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China daily steel output rises to near record high in September

China's daily crude steel runs rose 1.3 per cent in September to the highest level in three months, data from the country's statistics agency showed, suggesting mills were still close to full capacity despite weak demand and a steep slump in prices.


Pesistently high steel output from the world's top producer could further drag on Shanghai rebar futures, which sank 13 per cent last month, and also dent spot iron ore prices that are reeling from a supply glut as global miners of the steelmaking ingredient push ahead with expansion plans.


China produced 67.54 million tonnes of crude steel in September, down 2 per cent from the previous month and flat compared to the corresponding month of 2013, data from the National Bureau of Statistics showed on Tuesday.


But the daily output rate rose to 2.25 million tonnes from 2.22 million tonnes in August, driven by a slight improvement in industrial activity. This was the highest since June when output touched a record of 2.31 million tonnes per day.


"The 1.3 per cent increase matches the recovery in electricity consumption versus August as well as the slightly better monthly PMI results," said Melinda Moore, analyst with Standard Bank, referring to data showing growth in China's manufacturing sector held up in September.


China's total crude steel output is expected to reach around 820 million tonnes this year, short of its overall capacity estimated at 1.1 billion tonnes but still outstripping demand which has been hit hard by a sluggish economy.


A slowdown in China's economic growth, most recently to the lowest level since the 2008/09 global financial crisis, has shrunk steel demand in China, aggravating overcapacity problems in the sector.


While there are no signs that conditions will improve in the final quarter of the year, steel firms have continued to pursue a strategy based on outlasting rivals.


"Mills prefer market share maintenance, hoping the strong will survive and the weak will fall away," Moore added.


LITTLE UPCOMING JOY


Persistent overproduction in the world's biggest steel market has driven prices to record lows this year, and despite a surge in imports, iron ore prices have also slumped around 40 per cent since the beginning of 2014.


"We are about to head into the seasonal soggy winter steel demand period, with monthly demand volumes potentially to drop by 5 million tonnes, so there is little upcoming joy for raw material suppliers," analyst Moore said.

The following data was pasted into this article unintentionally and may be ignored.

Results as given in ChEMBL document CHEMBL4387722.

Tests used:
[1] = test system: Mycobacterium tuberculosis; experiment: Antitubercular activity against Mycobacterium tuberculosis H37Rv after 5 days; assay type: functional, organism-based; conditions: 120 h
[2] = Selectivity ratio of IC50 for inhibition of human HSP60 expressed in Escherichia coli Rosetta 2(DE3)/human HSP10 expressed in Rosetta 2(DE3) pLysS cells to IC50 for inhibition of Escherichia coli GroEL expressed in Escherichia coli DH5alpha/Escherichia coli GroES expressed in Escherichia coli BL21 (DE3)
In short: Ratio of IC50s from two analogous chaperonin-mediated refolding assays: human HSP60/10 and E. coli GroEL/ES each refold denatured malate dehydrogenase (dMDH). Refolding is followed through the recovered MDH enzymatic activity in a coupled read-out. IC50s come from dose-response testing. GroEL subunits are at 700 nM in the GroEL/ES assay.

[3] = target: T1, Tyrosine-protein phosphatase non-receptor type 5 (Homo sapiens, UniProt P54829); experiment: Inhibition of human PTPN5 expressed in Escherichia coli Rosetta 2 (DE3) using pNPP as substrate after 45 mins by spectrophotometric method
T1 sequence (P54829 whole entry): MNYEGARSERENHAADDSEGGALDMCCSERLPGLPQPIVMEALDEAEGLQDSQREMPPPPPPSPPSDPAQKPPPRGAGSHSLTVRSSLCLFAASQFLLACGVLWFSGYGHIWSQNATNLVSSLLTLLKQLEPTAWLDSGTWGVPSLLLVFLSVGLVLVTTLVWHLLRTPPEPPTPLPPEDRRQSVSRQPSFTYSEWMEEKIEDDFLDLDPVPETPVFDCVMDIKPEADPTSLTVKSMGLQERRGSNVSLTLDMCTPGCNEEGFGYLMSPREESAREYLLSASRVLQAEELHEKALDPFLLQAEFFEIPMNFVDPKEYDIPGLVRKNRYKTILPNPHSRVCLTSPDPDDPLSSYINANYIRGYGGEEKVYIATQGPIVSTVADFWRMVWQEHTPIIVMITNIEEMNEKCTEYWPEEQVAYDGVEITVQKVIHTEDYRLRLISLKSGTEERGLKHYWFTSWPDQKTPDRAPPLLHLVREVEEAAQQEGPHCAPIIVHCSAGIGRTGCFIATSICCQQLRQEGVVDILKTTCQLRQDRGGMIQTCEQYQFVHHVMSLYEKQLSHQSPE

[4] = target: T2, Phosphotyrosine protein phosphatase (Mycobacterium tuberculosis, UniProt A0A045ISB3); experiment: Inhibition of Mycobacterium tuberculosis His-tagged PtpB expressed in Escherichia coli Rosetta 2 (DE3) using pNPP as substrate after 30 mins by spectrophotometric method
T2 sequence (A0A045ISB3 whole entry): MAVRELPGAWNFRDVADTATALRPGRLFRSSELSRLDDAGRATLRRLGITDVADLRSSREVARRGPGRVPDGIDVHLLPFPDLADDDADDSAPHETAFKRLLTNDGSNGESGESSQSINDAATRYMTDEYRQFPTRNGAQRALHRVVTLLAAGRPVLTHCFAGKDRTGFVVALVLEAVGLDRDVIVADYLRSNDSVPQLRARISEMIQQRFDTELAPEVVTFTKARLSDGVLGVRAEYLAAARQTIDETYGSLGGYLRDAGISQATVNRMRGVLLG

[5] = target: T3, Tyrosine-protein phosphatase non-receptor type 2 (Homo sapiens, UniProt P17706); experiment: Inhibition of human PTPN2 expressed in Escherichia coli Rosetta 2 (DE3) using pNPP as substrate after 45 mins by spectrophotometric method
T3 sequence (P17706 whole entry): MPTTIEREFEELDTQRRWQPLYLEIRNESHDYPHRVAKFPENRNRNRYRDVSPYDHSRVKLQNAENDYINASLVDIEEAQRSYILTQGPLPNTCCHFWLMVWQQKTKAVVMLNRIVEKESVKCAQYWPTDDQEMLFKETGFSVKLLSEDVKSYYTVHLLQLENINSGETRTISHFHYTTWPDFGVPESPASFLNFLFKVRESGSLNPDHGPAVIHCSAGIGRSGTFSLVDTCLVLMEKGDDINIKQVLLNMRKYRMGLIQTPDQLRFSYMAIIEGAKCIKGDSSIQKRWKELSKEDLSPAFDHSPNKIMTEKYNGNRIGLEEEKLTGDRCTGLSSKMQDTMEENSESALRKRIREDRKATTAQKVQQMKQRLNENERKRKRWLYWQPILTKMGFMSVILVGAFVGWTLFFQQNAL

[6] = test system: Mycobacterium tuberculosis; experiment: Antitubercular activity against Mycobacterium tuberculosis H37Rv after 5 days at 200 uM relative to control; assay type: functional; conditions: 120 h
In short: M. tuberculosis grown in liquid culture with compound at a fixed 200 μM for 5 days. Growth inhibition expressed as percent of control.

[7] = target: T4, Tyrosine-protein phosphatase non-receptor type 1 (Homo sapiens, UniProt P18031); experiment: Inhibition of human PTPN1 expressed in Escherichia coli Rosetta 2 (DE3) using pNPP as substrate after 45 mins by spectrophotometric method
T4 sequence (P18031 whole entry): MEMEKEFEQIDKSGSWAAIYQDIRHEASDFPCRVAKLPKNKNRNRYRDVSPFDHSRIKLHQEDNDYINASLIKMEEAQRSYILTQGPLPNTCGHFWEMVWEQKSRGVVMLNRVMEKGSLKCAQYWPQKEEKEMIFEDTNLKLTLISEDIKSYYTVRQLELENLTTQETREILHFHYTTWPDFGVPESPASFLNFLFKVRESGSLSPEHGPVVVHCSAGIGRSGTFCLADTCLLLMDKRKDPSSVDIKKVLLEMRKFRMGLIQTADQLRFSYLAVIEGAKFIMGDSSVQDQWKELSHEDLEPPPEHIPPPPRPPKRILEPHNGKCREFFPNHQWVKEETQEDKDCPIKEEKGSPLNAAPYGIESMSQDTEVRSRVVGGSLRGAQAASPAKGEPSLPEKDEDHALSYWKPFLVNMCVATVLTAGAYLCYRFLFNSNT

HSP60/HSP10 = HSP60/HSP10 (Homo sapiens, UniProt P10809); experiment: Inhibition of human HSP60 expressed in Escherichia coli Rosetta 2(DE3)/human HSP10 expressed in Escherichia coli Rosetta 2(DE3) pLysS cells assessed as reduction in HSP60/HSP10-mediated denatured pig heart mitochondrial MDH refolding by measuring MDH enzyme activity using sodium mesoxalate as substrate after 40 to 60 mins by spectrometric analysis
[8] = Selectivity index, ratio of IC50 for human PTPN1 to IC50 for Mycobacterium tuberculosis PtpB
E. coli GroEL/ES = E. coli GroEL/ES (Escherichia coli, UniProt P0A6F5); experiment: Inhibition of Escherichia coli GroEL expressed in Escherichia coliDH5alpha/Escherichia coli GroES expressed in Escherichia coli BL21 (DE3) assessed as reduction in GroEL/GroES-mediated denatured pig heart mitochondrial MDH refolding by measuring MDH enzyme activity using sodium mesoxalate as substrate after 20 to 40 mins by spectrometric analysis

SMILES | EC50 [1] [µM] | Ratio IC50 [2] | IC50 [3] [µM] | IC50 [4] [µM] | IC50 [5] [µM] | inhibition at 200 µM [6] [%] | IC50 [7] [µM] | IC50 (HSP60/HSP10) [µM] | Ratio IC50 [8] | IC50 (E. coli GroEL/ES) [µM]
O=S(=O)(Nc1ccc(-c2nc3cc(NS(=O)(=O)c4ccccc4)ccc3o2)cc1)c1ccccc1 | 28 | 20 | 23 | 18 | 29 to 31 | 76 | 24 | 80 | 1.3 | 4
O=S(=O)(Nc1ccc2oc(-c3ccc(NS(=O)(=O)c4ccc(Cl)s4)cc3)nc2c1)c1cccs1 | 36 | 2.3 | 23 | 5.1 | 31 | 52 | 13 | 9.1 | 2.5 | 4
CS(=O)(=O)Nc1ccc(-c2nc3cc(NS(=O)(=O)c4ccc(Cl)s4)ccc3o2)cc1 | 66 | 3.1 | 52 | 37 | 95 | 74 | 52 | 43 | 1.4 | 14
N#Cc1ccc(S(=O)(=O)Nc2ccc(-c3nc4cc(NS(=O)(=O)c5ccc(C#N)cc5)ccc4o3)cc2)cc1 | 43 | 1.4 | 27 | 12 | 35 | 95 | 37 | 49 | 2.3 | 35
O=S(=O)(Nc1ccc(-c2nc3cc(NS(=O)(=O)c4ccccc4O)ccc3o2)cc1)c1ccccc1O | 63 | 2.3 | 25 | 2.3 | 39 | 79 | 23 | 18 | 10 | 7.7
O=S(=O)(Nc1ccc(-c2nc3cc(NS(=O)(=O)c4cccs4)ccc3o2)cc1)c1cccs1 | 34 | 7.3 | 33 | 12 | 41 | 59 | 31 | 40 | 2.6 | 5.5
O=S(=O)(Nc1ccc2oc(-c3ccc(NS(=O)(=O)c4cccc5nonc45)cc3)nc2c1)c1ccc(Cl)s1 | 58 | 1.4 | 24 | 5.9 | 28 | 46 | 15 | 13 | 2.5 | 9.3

Crude steel output over the first three quarters of the year reached 618 million tonnes, up 2.3 per cent on year, the National Bureau of Statistics said.


Based on September daily runs, output stood at 821.25 million tonnes on an annualised basis, up 5.4 per cent from the official 2013 rate, according to Reuters calculations, which do not take into account a 3.7 per cent upward revision to last year's January-September production data.


While production has remained close to record highs, the China Iron and Steel Association (CISA) has said that apparent steel demand actually fell in the first eight months of 2014, with all additional production over the period diverted to the export market.




Mounting losses and financing problems have already forced a number of steel producers to halt their operations, but the impact on overall output has been negligible, with other mills stepping in to fill the gap.


October production also appears to be holding up, with CISA data showing daily output from large steel mills reached 1.804 million tonnes in the first 10 days of the month, up 0.8 per cent from Sept. 21-30.


However, steel product output fell 11.4 per cent over the period, with several mills taking advantage of the October 1-8 National Day holiday to overhaul their rolling facilities.


Many in the sector are now hoping that efforts to guarantee air quality during the Asia-Pacific Economic Cooperation (APEC) summit in Beijing in early November will serve to reduce supply and provide a short-term boost to steel prices.


All steel production within a 100-kilometre radius of Beijing is likely to be suspended during the summit, industry consultancy Mysteel said.


Substandard facilities within 200 kilometres of the capital - which would cover the major steel producing city of Tangshan - could also be closed over the november 1-12 period.

 

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